On the Goldfish: sheesh. One serving of veggies is pretty teensy in and of itself -- even V8 fusion light (which I drink because it tastes great without a ton of sugar) gives me a full serving in every glass. So a big banner advertising a whopping 1/3 of a serving -- well, let's just say that's not going to make me line up to buy them. I'm with you on this one: I'd rather eat reasonably 95% of the time, and then eat a real treat for that other 5%, than try to justify eating more crap just because they fortified it with something they extracted out of some other food that would be good for you (if you ate the other food instead of the fortified crap). Fundamentally, goldfish should be in the 5%, not the 95%, and sticking in a few highly-processed veggie leftovers doesn't change that.

Posted by: laura33 | September 25, 2009 9:13 AM | Report abuse

I have 14mo twin boys, and one of their favorite dinnertime foods is "spinach meatballs" - no meat, just spinach, eggs, breadcrumbs, and grated cheddar cheese, formed into little balls and baked in the oven. And they can eat them by themselves - a bonus for growing boys who want to assert their independence.

Trial and error showed me that I can't be a purist about it (eat pureed spinach, or else!), but at least at this stage, there is no need to hide it -- they have not yet been conditioned to hate veggies! Actually, we all kinda like the spinach meatballs ...

Posted by: newtodc1 | September 25, 2009 1:00 PM | Report abuse

The problem is that new parents have this preconceived notion that kids and veggies do not mix and, thus, don't even bother trying. (Notion perpetuated by Jerry Seinfeld's wife's cookbook.)

If you start feeding your child veggies at an early age and act like it's no big deal, then it will be a normal part of life. Also, you have to make it fun. Examples:

- Cauliflower are white trees and broccoli are green trees.
- Pretend that you are rabbits eating carrots.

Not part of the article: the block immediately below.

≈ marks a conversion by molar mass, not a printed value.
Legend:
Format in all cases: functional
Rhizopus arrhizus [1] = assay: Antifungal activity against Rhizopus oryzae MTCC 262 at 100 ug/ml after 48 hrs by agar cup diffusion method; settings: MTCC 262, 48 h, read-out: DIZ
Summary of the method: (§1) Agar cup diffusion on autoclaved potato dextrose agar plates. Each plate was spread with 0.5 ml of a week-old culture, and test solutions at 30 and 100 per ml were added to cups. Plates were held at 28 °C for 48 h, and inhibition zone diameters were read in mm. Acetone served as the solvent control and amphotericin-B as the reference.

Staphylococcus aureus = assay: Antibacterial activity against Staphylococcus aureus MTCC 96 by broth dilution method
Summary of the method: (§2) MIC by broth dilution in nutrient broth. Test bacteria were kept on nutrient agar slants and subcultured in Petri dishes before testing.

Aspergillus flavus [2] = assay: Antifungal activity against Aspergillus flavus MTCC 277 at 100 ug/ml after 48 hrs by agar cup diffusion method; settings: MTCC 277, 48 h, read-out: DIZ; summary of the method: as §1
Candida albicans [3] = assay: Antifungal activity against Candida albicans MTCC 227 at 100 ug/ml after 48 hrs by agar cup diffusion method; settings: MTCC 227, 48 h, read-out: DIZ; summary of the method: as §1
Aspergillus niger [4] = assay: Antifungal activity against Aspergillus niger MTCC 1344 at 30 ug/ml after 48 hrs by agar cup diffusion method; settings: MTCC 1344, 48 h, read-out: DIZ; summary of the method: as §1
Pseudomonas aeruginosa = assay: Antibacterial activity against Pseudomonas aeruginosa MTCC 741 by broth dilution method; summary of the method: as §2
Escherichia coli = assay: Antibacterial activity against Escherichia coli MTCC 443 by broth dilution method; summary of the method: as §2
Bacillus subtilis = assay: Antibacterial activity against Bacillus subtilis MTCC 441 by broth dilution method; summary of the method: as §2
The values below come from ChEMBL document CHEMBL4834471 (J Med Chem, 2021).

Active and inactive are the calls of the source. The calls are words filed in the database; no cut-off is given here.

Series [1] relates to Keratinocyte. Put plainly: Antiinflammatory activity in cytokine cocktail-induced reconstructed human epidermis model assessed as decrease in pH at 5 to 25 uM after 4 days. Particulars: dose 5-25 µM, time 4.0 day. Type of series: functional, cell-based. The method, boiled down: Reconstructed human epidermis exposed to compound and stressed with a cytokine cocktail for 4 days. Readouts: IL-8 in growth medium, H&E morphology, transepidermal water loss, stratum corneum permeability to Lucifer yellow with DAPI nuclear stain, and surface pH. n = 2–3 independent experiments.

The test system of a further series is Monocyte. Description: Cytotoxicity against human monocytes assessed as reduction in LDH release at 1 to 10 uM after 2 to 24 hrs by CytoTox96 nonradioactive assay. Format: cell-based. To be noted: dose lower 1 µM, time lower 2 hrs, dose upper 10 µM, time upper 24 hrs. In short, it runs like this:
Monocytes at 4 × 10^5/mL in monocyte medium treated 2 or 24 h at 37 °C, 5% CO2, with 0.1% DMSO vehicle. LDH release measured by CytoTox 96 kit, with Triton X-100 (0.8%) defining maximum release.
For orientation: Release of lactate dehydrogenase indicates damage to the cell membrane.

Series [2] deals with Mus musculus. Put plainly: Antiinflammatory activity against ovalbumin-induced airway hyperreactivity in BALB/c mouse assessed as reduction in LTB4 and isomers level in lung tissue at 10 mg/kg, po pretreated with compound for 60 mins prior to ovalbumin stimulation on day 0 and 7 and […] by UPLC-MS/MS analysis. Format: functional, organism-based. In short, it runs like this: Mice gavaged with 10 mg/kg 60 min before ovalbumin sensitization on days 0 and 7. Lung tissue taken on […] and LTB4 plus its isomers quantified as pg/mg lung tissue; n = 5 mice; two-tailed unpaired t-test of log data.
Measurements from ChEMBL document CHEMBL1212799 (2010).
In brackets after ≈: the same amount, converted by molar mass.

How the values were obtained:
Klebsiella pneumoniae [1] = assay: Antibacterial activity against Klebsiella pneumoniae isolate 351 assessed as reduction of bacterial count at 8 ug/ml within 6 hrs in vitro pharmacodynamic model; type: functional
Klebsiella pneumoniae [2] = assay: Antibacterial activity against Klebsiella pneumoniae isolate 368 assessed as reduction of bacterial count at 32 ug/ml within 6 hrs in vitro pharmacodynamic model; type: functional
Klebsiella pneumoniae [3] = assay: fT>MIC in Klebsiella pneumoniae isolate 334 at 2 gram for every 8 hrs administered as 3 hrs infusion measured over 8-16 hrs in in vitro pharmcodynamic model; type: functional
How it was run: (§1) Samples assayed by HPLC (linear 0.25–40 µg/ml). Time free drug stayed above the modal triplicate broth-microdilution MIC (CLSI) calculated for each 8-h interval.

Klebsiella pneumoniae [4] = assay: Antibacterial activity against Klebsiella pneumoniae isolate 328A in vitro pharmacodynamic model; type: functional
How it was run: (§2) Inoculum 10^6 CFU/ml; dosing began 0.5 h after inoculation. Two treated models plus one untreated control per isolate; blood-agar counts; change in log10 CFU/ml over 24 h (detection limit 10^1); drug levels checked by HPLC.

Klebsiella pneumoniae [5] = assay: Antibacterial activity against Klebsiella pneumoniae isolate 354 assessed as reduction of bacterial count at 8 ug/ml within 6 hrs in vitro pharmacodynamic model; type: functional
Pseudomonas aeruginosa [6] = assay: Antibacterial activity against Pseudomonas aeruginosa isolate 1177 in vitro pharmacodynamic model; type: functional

- Play Simon Says, "Simon says: everyone eat a green bean!"
- I pretty much add cheese to a lot of our veggies, which I think is less of an evil if it gets her to eat the veggie.
- We also drink the V8 fusion light as our juice.

This is not to say that I won't resort to ultimatums ie withhold dessert.

Posted by: mediajunky | September 25, 2009 2:27 PM | Report abuse

"If you start feeding your child veggies at an early age and act like it's no big deal, then it will be a normal part of life."

Funny, that's what I thought, too. Practically threw my shoulder out patting myself on the back for how well I was doing with DD (the one who gravitates to fruit, salad, and lean protein, and who claims her favorite food is sushi).

Then along came DS . . . . Talk about Jack and Mrs. Spratt! At McDonald's once, @ 6 and 2, she peeled the breading off the chicken nugget and ate the chicken; he peeled the breading off and ate the breading. She ate the apple dippers -- and skipped the caramel dip; he rejected the apples but ate all of our fries.

Seriously, some taste buds are just way more sensitive. As hard as I've tried to make myself like the cruciferous veggies and fish, most still make me gag. Also can't do much spicy; heck, I couldn't even drink sodas as a kid, because they hurt my throat. Oh, and no red wine -- it tastes ridiculously bitter.

The funny thing is that I worked so hard to avoid inflicting my food pickiness on my kids -- and like I said, it worked great with DD. I thought I was a genius! But with the boy, man, I can play trees, ants on a log, cheese sauce, you name it -- zero effect. So I just continue to offer fruits/veggies and praise him for being such a big boy when he does try something, but otherwise chalk it up to the poor guy getting stuck with my taste buds. Over the past year, he has finally opened up to apple juice and edamame. So I'm going with that and calling it a victory!

Posted by: laura33 | September 25, 2009 2:58 PM | Report abuse

I recently bought Halls sugar free cough drops for my cold and noticed that the package said,

Exchange Information:
10 Drops = 1 Fruit.

(The dietary exchanges are based on the Exchange Lists for Meal Planning, Copyright 1989 by the American Diabetes Association, Inc. and the American Dietetic Association.)

10 Drops = 1 Fruit? Is that right? There's no fruit in these drops unless you're counting "Flavors" or "Yellow 5."

It also said, "Excess consumption may have a laxative effect," but that's beside the point.

Posted by: magg_ie | September 25, 2009 4:25 PM | Report abuse